Effect of cooking, 24 h cold storage, microwave reheating, and particle size on in vitro starch digestibility of dry and fresh pasta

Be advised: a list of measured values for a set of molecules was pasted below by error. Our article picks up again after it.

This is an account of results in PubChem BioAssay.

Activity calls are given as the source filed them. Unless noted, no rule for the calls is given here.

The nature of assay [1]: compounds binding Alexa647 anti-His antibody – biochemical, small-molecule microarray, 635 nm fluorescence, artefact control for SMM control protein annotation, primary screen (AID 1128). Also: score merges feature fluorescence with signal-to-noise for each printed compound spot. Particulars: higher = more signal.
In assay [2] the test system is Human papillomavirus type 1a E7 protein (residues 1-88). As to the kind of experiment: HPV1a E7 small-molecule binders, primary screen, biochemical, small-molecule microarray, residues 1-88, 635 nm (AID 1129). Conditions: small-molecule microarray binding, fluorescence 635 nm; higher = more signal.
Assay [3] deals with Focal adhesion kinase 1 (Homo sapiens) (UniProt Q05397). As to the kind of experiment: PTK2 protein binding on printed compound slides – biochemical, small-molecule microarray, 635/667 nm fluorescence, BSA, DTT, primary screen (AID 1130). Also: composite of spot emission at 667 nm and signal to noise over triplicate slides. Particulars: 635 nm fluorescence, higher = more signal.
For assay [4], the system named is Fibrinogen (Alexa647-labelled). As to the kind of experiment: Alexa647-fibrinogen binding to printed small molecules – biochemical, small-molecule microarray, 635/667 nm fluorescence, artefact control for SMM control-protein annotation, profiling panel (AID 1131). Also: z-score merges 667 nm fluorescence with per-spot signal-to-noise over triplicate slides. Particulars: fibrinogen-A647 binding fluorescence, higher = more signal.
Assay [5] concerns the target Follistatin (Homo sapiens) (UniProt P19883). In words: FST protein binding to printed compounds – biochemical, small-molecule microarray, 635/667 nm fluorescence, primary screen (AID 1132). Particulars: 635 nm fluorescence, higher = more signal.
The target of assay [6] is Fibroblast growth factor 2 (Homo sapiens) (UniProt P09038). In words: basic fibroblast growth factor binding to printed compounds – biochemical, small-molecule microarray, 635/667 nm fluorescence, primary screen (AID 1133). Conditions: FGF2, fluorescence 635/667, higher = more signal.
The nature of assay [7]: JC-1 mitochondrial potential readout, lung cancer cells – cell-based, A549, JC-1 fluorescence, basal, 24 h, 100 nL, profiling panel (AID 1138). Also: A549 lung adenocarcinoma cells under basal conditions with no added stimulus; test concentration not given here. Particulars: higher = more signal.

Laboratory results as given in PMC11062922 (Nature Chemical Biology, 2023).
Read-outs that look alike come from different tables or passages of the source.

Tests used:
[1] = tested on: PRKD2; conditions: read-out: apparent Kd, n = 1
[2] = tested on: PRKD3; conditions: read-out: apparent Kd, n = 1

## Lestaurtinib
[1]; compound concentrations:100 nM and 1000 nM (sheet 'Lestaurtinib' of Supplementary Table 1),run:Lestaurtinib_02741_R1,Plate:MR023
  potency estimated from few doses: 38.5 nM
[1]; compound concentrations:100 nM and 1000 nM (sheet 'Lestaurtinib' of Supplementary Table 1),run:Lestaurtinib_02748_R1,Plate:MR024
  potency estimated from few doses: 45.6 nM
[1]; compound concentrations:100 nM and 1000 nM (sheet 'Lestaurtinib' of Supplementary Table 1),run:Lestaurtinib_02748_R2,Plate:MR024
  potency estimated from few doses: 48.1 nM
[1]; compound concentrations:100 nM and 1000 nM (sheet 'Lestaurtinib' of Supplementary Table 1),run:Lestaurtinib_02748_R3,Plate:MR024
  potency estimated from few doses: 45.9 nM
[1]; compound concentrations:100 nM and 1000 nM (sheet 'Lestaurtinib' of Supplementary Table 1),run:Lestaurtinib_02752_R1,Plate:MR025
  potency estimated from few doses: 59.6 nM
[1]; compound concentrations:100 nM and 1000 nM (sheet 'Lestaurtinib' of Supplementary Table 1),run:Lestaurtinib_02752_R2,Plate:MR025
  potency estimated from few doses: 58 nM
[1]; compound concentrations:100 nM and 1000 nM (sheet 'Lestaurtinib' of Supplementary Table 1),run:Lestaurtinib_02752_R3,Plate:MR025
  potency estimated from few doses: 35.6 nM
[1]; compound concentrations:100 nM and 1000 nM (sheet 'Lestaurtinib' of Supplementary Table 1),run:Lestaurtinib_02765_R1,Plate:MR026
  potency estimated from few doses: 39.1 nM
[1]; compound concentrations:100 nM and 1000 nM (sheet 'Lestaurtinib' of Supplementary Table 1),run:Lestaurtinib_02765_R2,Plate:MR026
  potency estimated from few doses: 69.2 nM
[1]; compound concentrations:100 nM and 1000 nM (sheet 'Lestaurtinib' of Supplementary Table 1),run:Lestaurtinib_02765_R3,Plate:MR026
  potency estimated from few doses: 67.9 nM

The aim of this study was to investigate the effect of preparation method and particle size on digestion of starch in fresh and dry pasta types. Pasta samples were boiled, refrigerated and re-heated, with samples collected after each stage, and then prepared as small (2 mm) and large (5 mm) particles for subsequent starch digestibility testing and logarithm of slope analyses. There were significant main effects of particle size (F1,24 = 568.895, p < 0.001, ηp2 = 0.960) and processing treatment (F2,24 = 19.897, p < 0.001 ηp2 = 0.624) on starch digestibility overall, however the main effect of pasta type was not significant at the p < 0.05 level (F1,24 = 2.978, p = 0.097, ηp2 = 0.110). Particle size had the largest effect on digestibility, and the extent of starch digestion was at least 50% lower in samples prepared as large particles compared with small particles. The most digestible sample was the boiled fresh-type pasta prepared as small particles (C∞ = 57.9%) and cold storage alone and/or with subsequent re-heating significantly reduced the extent of digestion in this sample to ∼40.6%. In the dry pasta type, processing treatment had no significant effects on starch digestibility. The rate constant, k, was not significantly altered by processing treatment or pasta type (k = 0.0275 min−1, mean of all samples). These findings suggest that cold-storage and re-heating treatments have limited potential to impact on glycaemic responses and highlight the importance of masticated particle size as a potential rate-limiting factor in digestibility studies.